(Keywords: sew on rhinestones, Triangle Rhinestone, crystal)
TYLER, Texas – The big reveal always sets off a standing ovation and a chorus of oohs and aahs.
The Tyler Morning Telegraph reports the climactic moment takes place near the end of the Texas Rose Festival Queen’s Coronation, the formal presentation on stage of the rose queen and her court.
After the court members have their moment in the spotlight comes the much anticipated entrance of the rose queen. It is the first time the public sees the queen in her gown.
The show stopper is the gown’s flowing train. Typically about 6 feet wide and 16 feet long, the train is covered with beads, sequins, rhinestones and iridescent crystal jewels that sparkle under the stage lights.
The train’s design and decorative embellishments reflect the festival’s theme and the heritage and interests of the queen, a young woman from a family with a long history of support and service to the festival. The gown is a breathtaking work of art.
This year’s festival runs Thursday through Sunday.
The rose queen and lavish coronation ceremony have been part of the festival since its inception in 1933. The first queen, 20-year-old Margaret Copeland, was presented as queen of the Rose Kingdom under bright lights in Tyler’s Bergfeld Park. She is praised in one account as having “all the dignity and graciousness associated with royalty.”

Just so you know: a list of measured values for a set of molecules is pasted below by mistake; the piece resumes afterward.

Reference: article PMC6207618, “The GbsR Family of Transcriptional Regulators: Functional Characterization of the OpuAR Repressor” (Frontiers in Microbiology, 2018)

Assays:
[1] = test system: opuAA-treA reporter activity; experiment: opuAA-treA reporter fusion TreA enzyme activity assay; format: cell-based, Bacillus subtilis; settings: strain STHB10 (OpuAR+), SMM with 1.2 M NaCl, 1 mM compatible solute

Queen Margaret’s coronation gown was made of white chiffon and velvet and described as having dignified lines. “Her train was made of white crepe and adorned with gleaming sapphires,” notes the description in “50 Years: Texas Rose Festival Association.”
Since Queen Margaret’s humble dress, the queen’s gown increasingly has become more elaborate. For the past few decades, the gown has been designed exclusively by Winn Morton of Dallas, who is known for his creativity and ability to work with the world’s finest fabrics.
Last year’s rose queen, Emily Kay Evans, wore a gown that depicted the theme “Celestial Wonders.” It took months for teams of seamstresses to meticulously sew by hand over 200,000 stones and jewels and 75,000 gold beads onto 50 yards of satin and lace, construct the dress and then precisely fit it to Miss Evans.
“The top of the train has a large golden sun that spreads down creating a fiery border that looks out into the blue of the heavens with jeweled plants and stars. The back of the train is also blue, acting as a heavenly backdrop to the queen’s gown. The result is a gorgeous 16-foot long and 6-foot wide masterpiece,” reads the description from the festival.
Queen Emily wore a crown made of 14-carat gold covered with golden beads, colored jewels and hanging Swarovski crystals designed to look like shooting stars. She carried a scepter topped with a large sun-shaped star encircling a crystal.
The rose queen also wears her gown and crown while riding atop a float in the Rose Parade and greeting guests during the Queen’s Tea held in the Rose Garden.
After each festival, the queen’s family typically bequeaths the gown, crown and scepter to the Tyler Rose Museum.